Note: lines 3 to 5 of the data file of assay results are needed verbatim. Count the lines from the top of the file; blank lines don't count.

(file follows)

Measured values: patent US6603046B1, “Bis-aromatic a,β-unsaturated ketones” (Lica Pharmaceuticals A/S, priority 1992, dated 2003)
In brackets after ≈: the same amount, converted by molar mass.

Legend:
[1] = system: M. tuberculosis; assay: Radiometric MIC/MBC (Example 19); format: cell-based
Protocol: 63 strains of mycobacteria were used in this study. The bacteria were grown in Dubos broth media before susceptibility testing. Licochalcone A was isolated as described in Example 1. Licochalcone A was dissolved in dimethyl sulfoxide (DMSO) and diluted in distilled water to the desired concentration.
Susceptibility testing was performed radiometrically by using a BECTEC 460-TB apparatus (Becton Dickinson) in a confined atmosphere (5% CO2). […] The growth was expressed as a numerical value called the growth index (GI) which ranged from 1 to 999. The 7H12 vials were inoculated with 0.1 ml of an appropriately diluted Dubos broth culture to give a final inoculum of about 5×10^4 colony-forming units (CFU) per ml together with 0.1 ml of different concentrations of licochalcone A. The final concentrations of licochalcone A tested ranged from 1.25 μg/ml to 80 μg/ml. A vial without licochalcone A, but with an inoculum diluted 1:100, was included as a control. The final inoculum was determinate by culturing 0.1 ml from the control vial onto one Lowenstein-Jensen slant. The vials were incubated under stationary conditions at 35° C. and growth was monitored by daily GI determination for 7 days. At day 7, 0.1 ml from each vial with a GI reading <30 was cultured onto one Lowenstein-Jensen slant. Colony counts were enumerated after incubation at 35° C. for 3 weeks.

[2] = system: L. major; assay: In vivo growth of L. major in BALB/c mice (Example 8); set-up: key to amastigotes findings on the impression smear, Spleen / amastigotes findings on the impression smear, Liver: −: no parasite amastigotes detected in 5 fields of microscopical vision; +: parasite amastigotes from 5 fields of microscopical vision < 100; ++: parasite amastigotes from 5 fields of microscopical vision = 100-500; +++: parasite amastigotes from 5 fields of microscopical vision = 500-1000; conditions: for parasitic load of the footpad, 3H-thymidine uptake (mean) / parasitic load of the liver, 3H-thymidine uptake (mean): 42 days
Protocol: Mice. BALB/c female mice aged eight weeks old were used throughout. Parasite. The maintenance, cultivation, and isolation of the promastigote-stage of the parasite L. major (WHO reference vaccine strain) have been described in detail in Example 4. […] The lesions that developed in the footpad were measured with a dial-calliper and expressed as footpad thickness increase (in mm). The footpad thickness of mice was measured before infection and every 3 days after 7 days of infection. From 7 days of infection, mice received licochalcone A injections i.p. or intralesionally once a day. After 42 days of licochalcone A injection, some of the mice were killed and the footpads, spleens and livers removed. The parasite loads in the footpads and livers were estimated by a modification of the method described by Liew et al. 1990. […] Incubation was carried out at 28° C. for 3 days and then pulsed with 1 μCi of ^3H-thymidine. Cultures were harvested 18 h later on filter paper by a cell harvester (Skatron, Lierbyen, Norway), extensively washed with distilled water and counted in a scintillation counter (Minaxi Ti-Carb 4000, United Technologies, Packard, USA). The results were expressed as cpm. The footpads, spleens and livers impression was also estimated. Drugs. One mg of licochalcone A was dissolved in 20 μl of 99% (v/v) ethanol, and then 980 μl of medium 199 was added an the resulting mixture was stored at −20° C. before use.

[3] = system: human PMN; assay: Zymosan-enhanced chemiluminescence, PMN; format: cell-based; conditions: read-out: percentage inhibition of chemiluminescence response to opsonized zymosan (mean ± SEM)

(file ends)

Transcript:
Legend:
[1] = system: M. tuberculosis; assay: Radiometric MIC/MBC (Example 19); format: cell-based
Protocol: 63 strains of mycobacteria were used in this study. The bacteria were grown in Dubos broth media before susceptibility testing. Licochalcone A was isolated as described in Example 1. Licochalcone A was dissolved in dimethyl sulfoxide (DMSO) and diluted in distilled water to the desired concentration.